So while new gear is released and debated and salivated over this month I humbly submit that it may be worth a reminder as to why it means anything to us at all. Something to do with taking photos, I think, I’m not really sure. But while a newer sensor or greater ISO range or more AF points gets your hearts racing again as when the world was new, at some point we’ll need to remember to take some photos. This is in no way to diminish the enthusiasm people have for new equipment but perhaps I can be a small counterpoint to the frenzied gear fetish and dwell on some images.
This article may touch upon several ideas, and truthfully I wasn’t sure which to concentrate on in earnest, but I settled on the idea of revisiting a venue to extract ever more original shots. I’m sure many of us do this all the time. We return to places at different times of year or day, or even at different times of our lives, and wonder if we can find something new. Each time I take someone around London to my favourite shooting spots, part of me sighs knowing I have seen it all so many times before. But then I realise that each time I did so I found something new and fresh. I just had to be willing to look at it differently. I know I previously have touched on this idea of making the unfamiliar familiar but I felt it was worth expanding on.
For this article I have used the Royal Air Force Museum in London specifically as an example of such a venue I have revisited many times, and I was here again recently showing friends around it. It is one of my favourite museums and I have brought many friends here, all of whom are always impressed by the vast scale and variety of the exhibits. But finding new ways to capture the planes and see them differently can be a challenge.
I have been to the museum with a DSLR, a phone (and yes, I’m that kind of photographer, uninhibited about shooting with his phone) and my m4/3 equipment, and each time I was able to collect a different set of shots. The different types of gear may well have influenced my choices, but each time I was able to make the best use of what I had to capture something original. With such an attitude, no equipment need be a handicap, and indeed using something alien to one’s comfort zone can make each visit at the same venue more challenging and ultimately more rewarding.
With the DSLR I seemed to have focused on capturing the exhibits in their entirety using a wide angle lens or 50mm prime (Nikon D90 + Tokina 11-16mm f/2.8). With the phone (long since retired and replaced) I concentrated on composing within the limited frame of its lens. And more recently with the micro-4/3 gear (Olympus E-M5 + 12-40mm f/2.8) I concentrated my compositions more on shapes and details. Thus each time I came away with shots that were always different albeit from the same finite number of exhibits.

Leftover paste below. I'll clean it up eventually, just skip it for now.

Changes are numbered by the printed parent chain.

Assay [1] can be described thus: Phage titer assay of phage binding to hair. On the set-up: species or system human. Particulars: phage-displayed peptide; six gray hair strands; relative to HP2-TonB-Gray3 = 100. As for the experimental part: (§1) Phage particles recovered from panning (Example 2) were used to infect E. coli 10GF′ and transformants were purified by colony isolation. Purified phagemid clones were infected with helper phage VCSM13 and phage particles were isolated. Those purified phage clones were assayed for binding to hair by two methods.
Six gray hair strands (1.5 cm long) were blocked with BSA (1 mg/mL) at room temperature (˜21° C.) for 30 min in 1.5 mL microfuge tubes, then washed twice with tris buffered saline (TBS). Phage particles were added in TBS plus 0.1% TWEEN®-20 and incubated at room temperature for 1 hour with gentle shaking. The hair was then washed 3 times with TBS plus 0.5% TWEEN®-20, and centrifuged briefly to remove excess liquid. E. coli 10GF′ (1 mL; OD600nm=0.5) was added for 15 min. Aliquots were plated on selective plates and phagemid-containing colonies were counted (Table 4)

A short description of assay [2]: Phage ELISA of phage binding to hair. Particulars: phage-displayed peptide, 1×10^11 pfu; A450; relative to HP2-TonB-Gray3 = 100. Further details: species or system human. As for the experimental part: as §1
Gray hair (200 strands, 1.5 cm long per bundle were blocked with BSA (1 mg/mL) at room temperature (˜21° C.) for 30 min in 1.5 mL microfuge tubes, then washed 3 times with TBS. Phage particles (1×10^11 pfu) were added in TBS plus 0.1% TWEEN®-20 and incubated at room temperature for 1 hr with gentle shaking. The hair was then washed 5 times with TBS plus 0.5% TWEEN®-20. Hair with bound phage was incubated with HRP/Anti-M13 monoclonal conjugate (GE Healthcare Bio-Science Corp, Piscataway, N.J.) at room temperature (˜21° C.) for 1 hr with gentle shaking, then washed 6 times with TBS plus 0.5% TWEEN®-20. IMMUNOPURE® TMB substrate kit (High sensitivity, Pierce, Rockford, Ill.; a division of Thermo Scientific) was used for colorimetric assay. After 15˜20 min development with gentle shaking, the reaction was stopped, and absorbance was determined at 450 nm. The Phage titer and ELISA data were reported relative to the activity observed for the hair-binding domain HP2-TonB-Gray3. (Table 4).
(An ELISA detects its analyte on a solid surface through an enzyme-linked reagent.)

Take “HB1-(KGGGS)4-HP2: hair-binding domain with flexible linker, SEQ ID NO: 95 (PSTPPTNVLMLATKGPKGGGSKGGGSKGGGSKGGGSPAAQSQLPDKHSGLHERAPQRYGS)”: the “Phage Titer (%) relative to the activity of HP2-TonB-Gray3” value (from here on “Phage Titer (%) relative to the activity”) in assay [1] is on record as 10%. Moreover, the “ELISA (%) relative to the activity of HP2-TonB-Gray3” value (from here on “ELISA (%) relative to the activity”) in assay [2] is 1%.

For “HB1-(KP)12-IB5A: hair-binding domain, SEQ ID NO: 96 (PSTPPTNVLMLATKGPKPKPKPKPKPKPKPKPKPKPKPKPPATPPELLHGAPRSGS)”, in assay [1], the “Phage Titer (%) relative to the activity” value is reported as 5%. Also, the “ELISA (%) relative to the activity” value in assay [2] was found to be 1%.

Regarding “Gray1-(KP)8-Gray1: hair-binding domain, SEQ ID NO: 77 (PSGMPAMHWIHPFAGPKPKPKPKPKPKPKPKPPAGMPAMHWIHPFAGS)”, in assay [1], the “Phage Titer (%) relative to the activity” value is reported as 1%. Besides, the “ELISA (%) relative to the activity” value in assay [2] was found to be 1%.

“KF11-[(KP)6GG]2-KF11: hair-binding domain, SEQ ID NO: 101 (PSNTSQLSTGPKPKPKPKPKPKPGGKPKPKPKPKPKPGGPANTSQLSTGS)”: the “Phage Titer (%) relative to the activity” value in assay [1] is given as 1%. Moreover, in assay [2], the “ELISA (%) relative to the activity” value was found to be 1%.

Another way in which I tried to make each experience more interesting was to vary the processing style from each visit. From the DSLR shots my processing was fairly straightforward and minimal, with enhancements perhaps to colour and contrast. From the shots with my phone I rendered everything in black and white; in the limited light the images were a little grainier on the phone’s smaller sensor so I thought they would lend themselves to a black and white treatment. And from my micro-4/3 kit I used monotone or a washed out and slightly vignetted look to emphasise the exhibits. I initially chose this look to emphasise my friends against the massive planes but I realised it worked for my other shots too (at least to my eyes; you may well hate it).
Perhaps the next time I visit, I will confine myself to just one lens, either a standard prime or zoom, and see what I can eke out with that. I am sure there is no end of ways in which one can shoot the same subject or venue creatively. Sometimes the location will do the work for you, with changing light or seasonal colour, but oftentimes I’m afraid you’ll have to rely on your creative juices and see things differently.
It definitely helps to disconnect yourself and your bias from a familiar sight and see it in terms of shapes and lines. Those shapes and lines can then be seen from different angles and their relationships changed. Look at the spaces, positive and negative and how they interact. Consider leading lines and light and shade. The image may have the same content as previous occasions but you will represent it differently.
Anyway, perhaps soon you can revisit an old haunt and look at it a little differently. Good luck and best wishes.
P.S. The RAF Museum does not ask or remunerate me to write about it; in fact I doubt they would even know I’m mentioning them here.
P.P.S. At the time of writing this I am too tired to collate and list all the EXIF data for each photo, and in any case it isn’t relevant to the point of the article.